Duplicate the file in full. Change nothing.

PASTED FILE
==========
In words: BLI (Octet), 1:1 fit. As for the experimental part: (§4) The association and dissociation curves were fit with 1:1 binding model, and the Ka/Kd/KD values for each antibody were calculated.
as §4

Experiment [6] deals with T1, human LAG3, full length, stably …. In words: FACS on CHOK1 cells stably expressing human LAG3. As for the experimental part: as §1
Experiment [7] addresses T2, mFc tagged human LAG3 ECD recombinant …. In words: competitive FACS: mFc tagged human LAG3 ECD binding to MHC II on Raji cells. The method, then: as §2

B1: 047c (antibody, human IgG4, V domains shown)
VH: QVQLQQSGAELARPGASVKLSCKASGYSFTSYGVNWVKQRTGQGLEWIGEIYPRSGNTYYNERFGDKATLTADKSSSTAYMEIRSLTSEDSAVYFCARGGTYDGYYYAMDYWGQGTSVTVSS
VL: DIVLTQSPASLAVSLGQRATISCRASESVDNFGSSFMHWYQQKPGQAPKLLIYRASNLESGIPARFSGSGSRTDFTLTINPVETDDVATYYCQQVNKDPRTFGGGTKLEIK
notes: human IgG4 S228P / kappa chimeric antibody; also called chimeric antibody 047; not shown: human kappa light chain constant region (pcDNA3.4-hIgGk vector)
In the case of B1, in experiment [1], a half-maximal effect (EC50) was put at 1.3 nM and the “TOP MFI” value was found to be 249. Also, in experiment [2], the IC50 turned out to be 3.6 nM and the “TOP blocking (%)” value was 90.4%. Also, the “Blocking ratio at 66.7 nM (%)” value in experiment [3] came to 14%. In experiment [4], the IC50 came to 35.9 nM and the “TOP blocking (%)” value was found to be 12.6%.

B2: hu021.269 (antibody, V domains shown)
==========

In words: BLI (Octet), 1:1 fit. As for the experimental part: (§4) The association and dissociation curves were fit with 1:1 binding model, and the Ka/Kd/KD values for each antibody were calculated.
as §4

Experiment [6] deals with T1, human LAG3, full length, stably …. In words: FACS on CHOK1 cells stably expressing human LAG3. As for the experimental part: as §1
Experiment [7] addresses T2, mFc tagged human LAG3 ECD recombinant …. In words: competitive FACS: mFc tagged human LAG3 ECD binding to MHC II on Raji cells. The method, then: as §2

B1: 047c (antibody, human IgG4, V domains shown)
VH: QVQLQQSGAELARPGASVKLSCKASGYSFTSYGVNWVKQRTGQGLEWIGEIYPRSGNTYYNERFGDKATLTADKSSSTAYMEIRSLTSEDSAVYFCARGGTYDGYYYAMDYWGQGTSVTVSS
VL: DIVLTQSPASLAVSLGQRATISCRASESVDNFGSSFMHWYQQKPGQAPKLLIYRASNLESGIPARFSGSGSRTDFTLTINPVETDDVATYYCQQVNKDPRTFGGGTKLEIK
notes: human IgG4 S228P / kappa chimeric antibody; also called chimeric antibody 047; not shown: human kappa light chain constant region (pcDNA3.4-hIgGk vector)
In the case of B1, in experiment [1], a half-maximal effect (EC50) was put at 1.3 nM and the “TOP MFI” value was found to be 249. Also, in experiment [2], the IC50 turned out to be 3.6 nM and the “TOP blocking (%)” value was 90.4%. Also, the “Blocking ratio at 66.7 nM (%)” value in experiment [3] came to 14%. In experiment [4], the IC50 came to 35.9 nM and the “TOP blocking (%)” value was found to be 12.6%.

B2: hu021.269 (antibody, V domains shown)